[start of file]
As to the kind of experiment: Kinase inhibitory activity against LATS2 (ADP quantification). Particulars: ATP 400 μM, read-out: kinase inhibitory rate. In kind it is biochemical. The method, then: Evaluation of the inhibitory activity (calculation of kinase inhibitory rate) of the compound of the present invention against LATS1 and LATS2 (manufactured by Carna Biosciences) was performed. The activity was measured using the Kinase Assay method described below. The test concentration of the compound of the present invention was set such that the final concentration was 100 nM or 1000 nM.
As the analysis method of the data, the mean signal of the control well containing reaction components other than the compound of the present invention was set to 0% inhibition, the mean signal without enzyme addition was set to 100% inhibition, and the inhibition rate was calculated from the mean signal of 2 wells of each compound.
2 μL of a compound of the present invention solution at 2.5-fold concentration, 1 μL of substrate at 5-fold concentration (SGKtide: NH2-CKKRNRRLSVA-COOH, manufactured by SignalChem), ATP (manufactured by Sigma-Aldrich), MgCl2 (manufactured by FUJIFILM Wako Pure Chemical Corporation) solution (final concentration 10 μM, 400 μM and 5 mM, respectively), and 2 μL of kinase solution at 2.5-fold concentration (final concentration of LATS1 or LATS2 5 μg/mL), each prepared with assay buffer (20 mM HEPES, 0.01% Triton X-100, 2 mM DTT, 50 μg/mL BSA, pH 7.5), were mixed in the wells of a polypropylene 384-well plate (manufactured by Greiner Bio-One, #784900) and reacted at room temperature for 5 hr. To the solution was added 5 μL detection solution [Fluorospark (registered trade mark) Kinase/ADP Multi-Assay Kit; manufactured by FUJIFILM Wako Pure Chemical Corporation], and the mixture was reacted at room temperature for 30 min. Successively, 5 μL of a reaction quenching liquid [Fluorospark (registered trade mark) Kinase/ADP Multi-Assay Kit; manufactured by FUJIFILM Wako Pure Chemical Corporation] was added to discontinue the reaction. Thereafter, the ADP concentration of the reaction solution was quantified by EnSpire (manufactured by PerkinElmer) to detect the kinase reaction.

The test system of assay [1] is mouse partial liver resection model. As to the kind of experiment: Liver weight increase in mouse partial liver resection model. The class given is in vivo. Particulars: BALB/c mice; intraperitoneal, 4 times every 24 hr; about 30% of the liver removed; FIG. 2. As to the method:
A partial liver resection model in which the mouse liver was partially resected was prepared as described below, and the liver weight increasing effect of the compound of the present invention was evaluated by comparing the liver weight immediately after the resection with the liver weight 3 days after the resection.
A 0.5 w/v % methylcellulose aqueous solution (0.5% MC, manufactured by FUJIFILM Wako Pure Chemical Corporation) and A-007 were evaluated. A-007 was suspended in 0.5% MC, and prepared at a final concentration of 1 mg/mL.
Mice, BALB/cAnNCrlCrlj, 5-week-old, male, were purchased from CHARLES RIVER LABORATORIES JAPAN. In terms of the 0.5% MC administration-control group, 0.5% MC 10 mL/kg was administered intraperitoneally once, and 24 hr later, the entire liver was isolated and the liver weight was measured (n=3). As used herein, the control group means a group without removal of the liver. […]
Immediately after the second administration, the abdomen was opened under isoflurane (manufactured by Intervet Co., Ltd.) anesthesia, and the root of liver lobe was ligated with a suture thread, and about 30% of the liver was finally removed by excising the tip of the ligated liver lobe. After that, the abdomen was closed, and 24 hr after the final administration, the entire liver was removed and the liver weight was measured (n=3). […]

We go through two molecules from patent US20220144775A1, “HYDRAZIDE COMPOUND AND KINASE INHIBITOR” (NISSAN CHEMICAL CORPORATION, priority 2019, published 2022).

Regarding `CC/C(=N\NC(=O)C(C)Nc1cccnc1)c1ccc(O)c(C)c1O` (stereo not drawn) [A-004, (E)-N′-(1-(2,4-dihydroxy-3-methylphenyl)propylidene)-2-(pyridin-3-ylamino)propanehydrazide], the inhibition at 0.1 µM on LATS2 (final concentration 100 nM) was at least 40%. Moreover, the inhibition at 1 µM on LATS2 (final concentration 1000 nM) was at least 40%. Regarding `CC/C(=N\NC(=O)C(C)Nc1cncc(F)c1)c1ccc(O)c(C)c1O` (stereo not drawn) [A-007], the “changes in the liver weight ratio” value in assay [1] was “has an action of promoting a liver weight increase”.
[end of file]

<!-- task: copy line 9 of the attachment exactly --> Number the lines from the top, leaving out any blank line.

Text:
We go through two molecules from patent US20220144775A1, “HYDRAZIDE COMPOUND AND KINASE INHIBITOR” (NISSAN CHEMICAL CORPORATION, priority 2019, published 2022).